8 Lessons We Hope We've Taught Our Teenagers

We love you unconditionally, even when you make that hard to do.

The teen years can be trying -- for everyone in the family. Teendom is when our kids straddle childhood and adulthood and there are many days when parents have no clue as to who is inhabiting their child's body or what language they are speaking. Here are some things that our Facebook followers say they hope their kids know by the time the terrible teens take over. 

1. Common sense and safety.

No my children, you are not invincible. Los Angeles-area real estate agent Teresa Bunnell Penner reminds all teens to "Stay away from the back of windowless vans. If a stranger asks you to help them find their puppy, run. And if a stranger has the hood up on his car and asks you to get in and try to start it for him, don't and run." Just because you aren't five and can't be lured by a candy-promising stranger doesn't mean you should always trust everyone.

 2. But do trust yourself.

As Mary Nell Burgeson Stapleton put it, "Some things aren't negotiable." Line Donnelly cuts right to the chase: "Don't be an ass. There is always someone bigger and badder than you!" From Susan Ott, know that "you are a person of worth and value."

 3. Sex, sex and more sex.

The practical: "How sexuality works, how sacred it is, and how to prevent unwanted pregnancies," offers Kat Russell. "Use condoms. No means no," says Lora Pfundheller.


And from a reader who posted as Grandparent Alienation Is Not Natural, "How to be extra attentive and cautious of why and who they share their DNA with." Be responsible. Be respectful. Please be a mensch.

4. Speaking of being a mensch ...

Reader Janie Kirsch hopes that teens know to "practice compassion and respect toward all people and animals." Lora Pfundheller said "Judge people by their actions, not their skin color or the size of their bank account. Treat others the way you want to be treated." Just "know right from wrong," summarized Mel Black Bynum.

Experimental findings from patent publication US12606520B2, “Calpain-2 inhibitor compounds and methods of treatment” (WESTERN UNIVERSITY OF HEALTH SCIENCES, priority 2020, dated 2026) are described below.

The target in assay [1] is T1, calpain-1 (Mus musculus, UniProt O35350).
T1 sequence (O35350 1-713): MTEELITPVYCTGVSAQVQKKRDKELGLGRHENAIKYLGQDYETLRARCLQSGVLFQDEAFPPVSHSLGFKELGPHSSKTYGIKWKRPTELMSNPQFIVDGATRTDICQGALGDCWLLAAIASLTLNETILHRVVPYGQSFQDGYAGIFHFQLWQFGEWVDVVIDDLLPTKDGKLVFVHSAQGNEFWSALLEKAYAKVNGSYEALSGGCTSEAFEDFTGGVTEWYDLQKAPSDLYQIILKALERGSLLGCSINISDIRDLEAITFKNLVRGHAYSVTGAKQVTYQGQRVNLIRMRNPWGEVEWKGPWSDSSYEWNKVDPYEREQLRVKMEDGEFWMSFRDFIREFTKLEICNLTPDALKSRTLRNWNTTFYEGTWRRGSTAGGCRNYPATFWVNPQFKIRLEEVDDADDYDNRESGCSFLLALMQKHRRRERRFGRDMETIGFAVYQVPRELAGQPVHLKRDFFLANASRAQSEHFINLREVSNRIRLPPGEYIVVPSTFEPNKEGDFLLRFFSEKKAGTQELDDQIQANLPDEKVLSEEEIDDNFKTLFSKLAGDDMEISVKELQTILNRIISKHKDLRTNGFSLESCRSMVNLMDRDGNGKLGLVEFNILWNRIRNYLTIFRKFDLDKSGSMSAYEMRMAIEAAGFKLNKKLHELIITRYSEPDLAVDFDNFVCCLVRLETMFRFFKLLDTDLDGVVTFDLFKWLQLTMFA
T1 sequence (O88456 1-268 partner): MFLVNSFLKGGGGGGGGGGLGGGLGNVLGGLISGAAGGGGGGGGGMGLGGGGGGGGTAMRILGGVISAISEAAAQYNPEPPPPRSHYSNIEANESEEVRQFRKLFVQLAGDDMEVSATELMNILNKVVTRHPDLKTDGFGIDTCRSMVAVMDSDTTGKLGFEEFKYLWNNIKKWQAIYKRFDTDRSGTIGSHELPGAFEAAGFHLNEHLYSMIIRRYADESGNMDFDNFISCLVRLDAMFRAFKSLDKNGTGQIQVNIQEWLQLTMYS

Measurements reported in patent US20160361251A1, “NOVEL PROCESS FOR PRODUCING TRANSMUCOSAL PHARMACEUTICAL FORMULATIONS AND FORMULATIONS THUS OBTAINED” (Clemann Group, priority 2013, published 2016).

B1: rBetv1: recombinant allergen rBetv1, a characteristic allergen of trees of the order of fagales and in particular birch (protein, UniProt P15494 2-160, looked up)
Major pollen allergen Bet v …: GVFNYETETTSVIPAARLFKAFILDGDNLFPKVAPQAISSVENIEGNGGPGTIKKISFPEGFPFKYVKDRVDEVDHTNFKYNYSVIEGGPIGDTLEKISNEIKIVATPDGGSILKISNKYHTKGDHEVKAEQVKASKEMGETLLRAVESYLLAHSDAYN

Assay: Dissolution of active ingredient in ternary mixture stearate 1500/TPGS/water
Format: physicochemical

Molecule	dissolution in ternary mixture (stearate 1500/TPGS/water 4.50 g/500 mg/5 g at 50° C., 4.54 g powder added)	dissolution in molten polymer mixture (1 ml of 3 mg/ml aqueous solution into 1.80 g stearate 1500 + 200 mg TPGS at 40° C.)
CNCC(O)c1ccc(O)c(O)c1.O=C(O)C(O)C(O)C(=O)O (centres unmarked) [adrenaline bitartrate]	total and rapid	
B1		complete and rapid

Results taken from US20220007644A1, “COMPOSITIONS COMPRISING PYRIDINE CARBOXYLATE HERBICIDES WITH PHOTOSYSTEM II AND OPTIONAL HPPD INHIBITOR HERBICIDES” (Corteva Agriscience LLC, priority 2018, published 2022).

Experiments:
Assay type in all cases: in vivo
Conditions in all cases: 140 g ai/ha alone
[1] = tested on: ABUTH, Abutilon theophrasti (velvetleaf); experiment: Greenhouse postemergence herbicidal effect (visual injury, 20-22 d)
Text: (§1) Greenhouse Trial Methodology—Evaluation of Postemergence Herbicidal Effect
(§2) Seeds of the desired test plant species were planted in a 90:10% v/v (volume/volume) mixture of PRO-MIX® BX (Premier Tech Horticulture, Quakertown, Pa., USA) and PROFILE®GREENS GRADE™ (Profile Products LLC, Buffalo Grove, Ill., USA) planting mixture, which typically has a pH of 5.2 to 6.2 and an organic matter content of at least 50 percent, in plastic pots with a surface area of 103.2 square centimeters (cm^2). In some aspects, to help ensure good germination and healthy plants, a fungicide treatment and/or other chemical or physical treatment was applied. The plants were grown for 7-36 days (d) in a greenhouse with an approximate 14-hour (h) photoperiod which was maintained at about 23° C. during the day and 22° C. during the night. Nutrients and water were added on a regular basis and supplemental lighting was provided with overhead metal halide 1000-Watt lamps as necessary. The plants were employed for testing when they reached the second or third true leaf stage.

5. And part of being an adult is ....

Having "fiscal responsibility," said Max Brill. In the same vein, reader Tamara L. Keegan wrote, "How to WORK for what they want so they learn the value of things." Knowing how to "do laundry, wash dishes, cook a simple meal, vacuum and dust," chimed in Naomi Allen, who added, "Oh, and how to properly FLOSS. How to make a grocery list, how coupons work, and how to set up a budget and savings. How to mow the lawn, fix the toilet, and check a fuse box. How and when to use formal manners, like holding open doors, or sitting down to dinner, or being introduced to a stranger. How to be resilient when disappointed, how to be empathetic to others. How to self-edit before posting or emailing every thought that pops into one's head. How to say 'I love you'." Whew, a mouthful -- but tasty! Well said, Ms. Allen.

6. Be practical.
"Learn how to read and write," said Rebecca Williams. "Their multiplication facts," added Alex Koch. At least "be able to cook simple things like mac and cheese," said Kathy Grand. Anna Vieira Silveira offered, "Before the age of 18, a person should know how to write out a check, balance the account, and that credit card interest is a sneaky friend to avoid." And from Carol Dunn, "Learn to type, drive a car and swim." She adds, "Those were my mother's words, not mine. She was so right!"
7. And be a bit philosophical.
"Know that money isn't everything," said Ingrid Patton.
And from Jan Mcintyreba "For every action, there is an equal and opposite reaction. For example, you do something your mother told you not to do, [and] you will be punished." We'd throw in here that we love you unconditionally, even when you make that hard.
8. Above all, learn manners.
"Please and thank you for a start," said Joyce McKeown. And of course, "Learn how to write a thank-you note," said Liz Lowell. And as for this handy list that you can now send to your teenager, well, you're welcome!
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